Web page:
WASHINGTON — A trade bill with duty-free apparel breaks and a renewal of the President’s trade promotion authority cleared Congress Thursday after Senate passage.
The Senate voted 64-34 to send President Bush the controversial measure, with apparel provisions for Andean, Caribbean Basin and sub-Saharan Africa. Bush has said he’s anxious to sign the bill, which he argues will give the economy a lift. With TPA, he maintains the U.S. will more readily be able to negotiate agreements opening foreign markets to American exports.
However, the measure is being decried by domestic fabric makers as a job-loser, in part because its U.S. fabric provisions will be wiped out by new and increased allowances for regionally produced fabric content. For their part, retailers and importers applauded final passage because the bill will expand garment sourcing opportunities in the Western Hemisphere and sub-Saharan Africa.
As reported, the House early Saturday narrowly passed the bill, voting 215-212.
"Our member companies look forward to expanding their production in the Andean region," said Julia Hughes, vice president of international trade with the U.S. Association of Importers of Textiles & Apparel.
On the other hand, Jock Nash, Washington trade counsel for textile maker Milliken & Co., called the bill "ruinous" for the flagging domestic textile industry, as well as apparel manufacturers. Nash faulted the lack of unity among House textile-state lawmakers whose votes could have derailed the bill. Several GOP lawmakers from textile producing districts voted for the measure at the urging of Bush.
Yarn spinners broke from fabric makers in supporting the bill because of breaks specific to them. Mike Hubbard, executive director of the American Yarn Spinners Association, said: "There are a lot of provisions in this bill that will allow for opportunities for U.S. yarn in the Caribbean."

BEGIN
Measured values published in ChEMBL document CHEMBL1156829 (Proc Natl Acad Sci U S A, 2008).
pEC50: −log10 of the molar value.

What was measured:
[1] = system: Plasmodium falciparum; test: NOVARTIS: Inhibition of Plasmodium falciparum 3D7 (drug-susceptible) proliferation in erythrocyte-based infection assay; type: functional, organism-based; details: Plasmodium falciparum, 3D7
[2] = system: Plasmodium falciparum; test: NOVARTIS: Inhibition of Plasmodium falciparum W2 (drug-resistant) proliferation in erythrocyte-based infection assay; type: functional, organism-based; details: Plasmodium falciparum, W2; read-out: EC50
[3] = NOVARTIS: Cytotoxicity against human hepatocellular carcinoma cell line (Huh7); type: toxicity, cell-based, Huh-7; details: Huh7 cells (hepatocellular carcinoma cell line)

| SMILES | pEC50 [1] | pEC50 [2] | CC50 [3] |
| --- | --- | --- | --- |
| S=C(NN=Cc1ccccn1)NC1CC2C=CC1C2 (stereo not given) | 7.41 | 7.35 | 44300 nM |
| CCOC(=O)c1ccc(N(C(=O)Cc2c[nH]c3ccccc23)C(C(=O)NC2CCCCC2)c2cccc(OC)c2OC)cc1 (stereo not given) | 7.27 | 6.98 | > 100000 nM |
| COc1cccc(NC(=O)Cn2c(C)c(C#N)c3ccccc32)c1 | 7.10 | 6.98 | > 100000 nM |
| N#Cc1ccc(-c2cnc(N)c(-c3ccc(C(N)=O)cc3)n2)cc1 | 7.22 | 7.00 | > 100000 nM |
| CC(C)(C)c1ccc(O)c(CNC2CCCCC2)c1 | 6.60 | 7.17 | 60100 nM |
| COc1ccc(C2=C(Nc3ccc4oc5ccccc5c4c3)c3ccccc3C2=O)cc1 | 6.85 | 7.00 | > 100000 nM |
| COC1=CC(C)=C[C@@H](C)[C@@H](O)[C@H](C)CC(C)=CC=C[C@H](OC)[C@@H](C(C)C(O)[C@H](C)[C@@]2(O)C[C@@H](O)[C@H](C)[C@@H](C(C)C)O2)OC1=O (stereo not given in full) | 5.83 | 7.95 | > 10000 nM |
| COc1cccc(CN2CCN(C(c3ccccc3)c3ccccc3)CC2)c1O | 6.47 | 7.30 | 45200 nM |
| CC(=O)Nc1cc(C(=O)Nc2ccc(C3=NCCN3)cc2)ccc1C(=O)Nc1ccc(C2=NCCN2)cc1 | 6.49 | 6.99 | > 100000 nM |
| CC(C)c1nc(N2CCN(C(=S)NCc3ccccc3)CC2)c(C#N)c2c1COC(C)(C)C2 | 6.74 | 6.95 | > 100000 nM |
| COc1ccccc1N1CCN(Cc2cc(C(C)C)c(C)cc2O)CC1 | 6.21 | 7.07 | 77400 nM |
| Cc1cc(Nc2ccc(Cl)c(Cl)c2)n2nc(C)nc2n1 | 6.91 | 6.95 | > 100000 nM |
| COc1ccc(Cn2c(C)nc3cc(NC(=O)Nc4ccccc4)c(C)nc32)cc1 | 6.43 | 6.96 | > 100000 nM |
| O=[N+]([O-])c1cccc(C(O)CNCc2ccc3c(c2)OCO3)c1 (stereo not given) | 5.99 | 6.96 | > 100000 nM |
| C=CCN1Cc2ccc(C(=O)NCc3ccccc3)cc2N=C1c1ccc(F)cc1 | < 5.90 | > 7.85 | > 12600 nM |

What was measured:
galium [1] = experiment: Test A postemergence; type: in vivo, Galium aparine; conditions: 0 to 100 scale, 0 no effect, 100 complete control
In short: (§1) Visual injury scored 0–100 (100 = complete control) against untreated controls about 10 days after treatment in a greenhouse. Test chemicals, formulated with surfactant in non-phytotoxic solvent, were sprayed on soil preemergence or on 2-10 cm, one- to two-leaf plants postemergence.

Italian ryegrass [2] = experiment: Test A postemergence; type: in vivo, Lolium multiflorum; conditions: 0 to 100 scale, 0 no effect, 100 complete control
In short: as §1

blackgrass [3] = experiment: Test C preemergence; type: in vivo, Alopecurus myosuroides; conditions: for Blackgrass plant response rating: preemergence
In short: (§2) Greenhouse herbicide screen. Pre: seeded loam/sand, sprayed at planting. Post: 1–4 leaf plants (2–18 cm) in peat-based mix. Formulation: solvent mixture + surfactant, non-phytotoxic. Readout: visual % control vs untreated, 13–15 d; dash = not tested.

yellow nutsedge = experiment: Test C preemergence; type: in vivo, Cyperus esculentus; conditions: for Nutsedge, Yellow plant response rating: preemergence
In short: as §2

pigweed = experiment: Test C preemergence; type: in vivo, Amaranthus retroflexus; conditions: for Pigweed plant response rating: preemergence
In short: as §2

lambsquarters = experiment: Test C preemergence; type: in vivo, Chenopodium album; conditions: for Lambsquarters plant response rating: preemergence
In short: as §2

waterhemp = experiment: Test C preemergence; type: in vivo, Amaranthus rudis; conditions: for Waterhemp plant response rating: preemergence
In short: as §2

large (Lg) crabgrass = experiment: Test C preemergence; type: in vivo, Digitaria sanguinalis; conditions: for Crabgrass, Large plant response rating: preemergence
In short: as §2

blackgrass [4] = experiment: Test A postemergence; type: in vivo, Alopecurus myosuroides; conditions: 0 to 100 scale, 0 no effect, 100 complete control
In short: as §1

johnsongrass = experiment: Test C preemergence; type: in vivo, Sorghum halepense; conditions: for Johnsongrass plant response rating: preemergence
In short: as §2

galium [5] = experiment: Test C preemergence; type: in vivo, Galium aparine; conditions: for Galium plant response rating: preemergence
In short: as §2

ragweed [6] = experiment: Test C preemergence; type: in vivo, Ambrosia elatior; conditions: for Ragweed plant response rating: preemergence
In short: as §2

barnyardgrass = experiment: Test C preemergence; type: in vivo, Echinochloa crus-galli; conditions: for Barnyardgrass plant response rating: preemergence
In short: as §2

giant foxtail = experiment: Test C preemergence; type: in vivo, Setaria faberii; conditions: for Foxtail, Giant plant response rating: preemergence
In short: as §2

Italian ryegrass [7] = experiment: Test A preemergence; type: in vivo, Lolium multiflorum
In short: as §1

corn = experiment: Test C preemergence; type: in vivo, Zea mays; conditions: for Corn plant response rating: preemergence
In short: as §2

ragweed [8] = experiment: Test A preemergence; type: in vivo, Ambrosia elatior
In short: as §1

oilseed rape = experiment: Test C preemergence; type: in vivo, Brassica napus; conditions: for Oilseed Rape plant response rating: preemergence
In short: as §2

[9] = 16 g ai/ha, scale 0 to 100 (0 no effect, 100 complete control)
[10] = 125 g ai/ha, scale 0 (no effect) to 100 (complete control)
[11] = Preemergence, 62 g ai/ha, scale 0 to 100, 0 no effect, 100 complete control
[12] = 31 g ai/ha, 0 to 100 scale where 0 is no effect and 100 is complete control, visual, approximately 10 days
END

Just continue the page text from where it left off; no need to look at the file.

He expects U.S. yarn sales to climb for use in fabric for T-shirts. Current duty-free limits for T-shirts in the region have almost been reached this year and the legislation would raise the quota.
The bill’s key apparel provisions would:
Eliminate duties on apparel produced in the Andean countries of Colombia, Bolivia, Ecuador and Peru, if U.S. or regional textiles are used. However, shipments are limited, starting at 2 percent growth over existing trade and increasing to 5 percent in 2006 when the breaks must be renewed. The region now ships less than 1 percent of all imported apparel.Increase existing duty-free apparel benefits for the Caribbean and Central America covering T-shirts and knit shirts made of regional fabric using U.S. yarn, also subject to limits. For sub-Saharan Africa, current duty-free provisions for garments made of regional fabric also were enhanced.
Allow knit-to-shape garments produced in sub-Saharan Africa and merino wool sweaters to enter the U.S. duty-free, a clarification of a 2000 trade bill.
Senate passage of the bill wasn’t in doubt, after the House and Senate last week reconciled differences in legislation.
The Democrat-controlled Senate got what it wanted most in the deal: an expanded federal assistance program for workers laid off due to import competition that for the first time includes a health insurance subsidy and covers factory suppliers, including contractors.
The Republican-controlled House pressed for Andean, Caribbean Basin and African and sub-Saharan apparel breaks close to the chamber’s original bill.
The centerpiece of the legislation was renewal of TPA, which expired in 1994. Often called fast-track, the authority keeps Congress from amending negotiated trade deals, which is seen as giving foreign trading partners confidence that agreements won’t be undone. Renewal of the authority has been elusive because of calls among a bloc of Democrats that labor and environmental provisions should be part of trade negotiations.
Lawmakers in both chambers rushed to complete work on the trade bill before their August recess. They were also anxious to put some distance between their vote and November’s elections, fearing voter backlash due to concerns over the negative impact of increased trade on import-sensitive manufacturing sectors, such as textiles and apparel.
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